For years, men have been told that masturbating before a date will help them avoid their natural tendency to screw the whole thing up. This bit of dating folklore was made famous in a particularly cringeworthy scene from 1998’s “There’s Something About Mary.” In the film, Dom (Chris Eliot) coaches Ted (Ben Stiller) to rub one out before his big date with Mary (Cameron Diaz): “Look, the most honest moment in a man’s life are the few minutes after he’s blown his load – now that is a medical fact. And the reason for it is that you’re no longer trying to get laid, you’re actually… you’re thinking like a girl, and girls love that.”

Of course, the results for Ted are disastrous and gross, but what about in real life?

Does masturbation really get sex off the brain?

“I suppose it makes guys less horny or less likely to sprout a boner,” said dating writer Rachel Khona, “On a first date, it would be a little awkward if the guy got a boner, so if you’re prone to getting hard easily I would definitely wank off.”

I had always assumed, too, that getting one’s self off saps one’s desire for sex. But then I thought of instances when I’ve had sex two, three or even four times over the course of a day. While I usually need some time to recoup in between, orgasming once doesn’t actually take my mind off sex for the rest of the night. Almost ever.

I asked sexpert and author of the book “The Truth About Sex”, Dr. Gloria Brame, PhD, to set us straight.

“[Masturbation] does not interfere with performance, creatively or athletically. That’s like being afraid to do a few stretching exercises at home before you hit the gym. Sex drive is not that weak (and if it is, you need to see a doctor).”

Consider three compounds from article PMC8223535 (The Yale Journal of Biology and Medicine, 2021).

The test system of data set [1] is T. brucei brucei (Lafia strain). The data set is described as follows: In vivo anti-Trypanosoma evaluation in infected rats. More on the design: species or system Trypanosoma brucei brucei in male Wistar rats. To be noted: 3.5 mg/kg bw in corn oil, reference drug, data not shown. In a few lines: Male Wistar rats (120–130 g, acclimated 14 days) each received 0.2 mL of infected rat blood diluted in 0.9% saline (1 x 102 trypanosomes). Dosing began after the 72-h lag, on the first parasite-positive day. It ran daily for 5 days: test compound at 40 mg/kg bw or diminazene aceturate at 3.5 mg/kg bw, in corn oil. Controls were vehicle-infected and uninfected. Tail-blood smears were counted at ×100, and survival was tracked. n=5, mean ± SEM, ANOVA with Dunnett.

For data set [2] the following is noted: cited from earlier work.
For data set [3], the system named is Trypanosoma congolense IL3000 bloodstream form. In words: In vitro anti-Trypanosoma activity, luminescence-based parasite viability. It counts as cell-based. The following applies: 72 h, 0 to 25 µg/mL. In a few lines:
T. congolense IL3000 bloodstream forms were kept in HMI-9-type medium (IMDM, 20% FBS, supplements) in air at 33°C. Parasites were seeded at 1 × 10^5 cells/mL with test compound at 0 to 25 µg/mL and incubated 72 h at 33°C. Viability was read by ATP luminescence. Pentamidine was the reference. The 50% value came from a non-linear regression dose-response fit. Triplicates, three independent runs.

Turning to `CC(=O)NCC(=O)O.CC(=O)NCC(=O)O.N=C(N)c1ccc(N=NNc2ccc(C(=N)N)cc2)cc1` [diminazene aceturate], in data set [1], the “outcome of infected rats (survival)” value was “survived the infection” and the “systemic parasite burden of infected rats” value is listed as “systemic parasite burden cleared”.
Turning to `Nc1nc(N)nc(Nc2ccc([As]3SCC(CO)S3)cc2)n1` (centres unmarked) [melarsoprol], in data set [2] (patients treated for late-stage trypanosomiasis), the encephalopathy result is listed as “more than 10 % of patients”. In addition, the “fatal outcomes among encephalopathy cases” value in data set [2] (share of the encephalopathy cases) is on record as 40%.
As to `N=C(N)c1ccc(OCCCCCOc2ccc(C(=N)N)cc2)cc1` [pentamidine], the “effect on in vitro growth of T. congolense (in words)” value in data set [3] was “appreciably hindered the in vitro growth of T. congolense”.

So, while “pre-bating” might take your mind off sex in the immediate afterglow of orgasm, by the time you’re sitting face to face with your date, it’s not going to effect your desire for, preoccupation with or your ability to have sex.

Does masturbation make you less nervous?

While getting off before a date doesn’t necessarily take sex off the table, it may in fact, calm your pre-date nerves. If a date can be compared to public speaking, that is.

“A study in Scotland a few years ago proved that people who had orgasms before important speaking engagements felt much calmer and more self-possessed when it came to deliver their speeches,” said Dr. Brame, “Researchers concluded that the natural chemistry of sex relieved speakers’ anxiety and boosted their morale.”

So, according to horny Scottish orators anyway, a pre-date wank will not only combat the jitters, but it will make you more confident and grounded, too. According to Dr. Brame, it may even improve your performance if you get lucky.

“Not only does the masturbation help give you a better frame of mind, and reduce the pressure and anxiety of the date, but it can help you be in much better control of yourself when you are in bed.”

Is “Pre-Bating” just for men?

“Masturbation is natural, calming, and psychologically refreshing,” Dr. Brame explained. “It’s the most normal sex act in the world quite simply because EVERYONE does it.”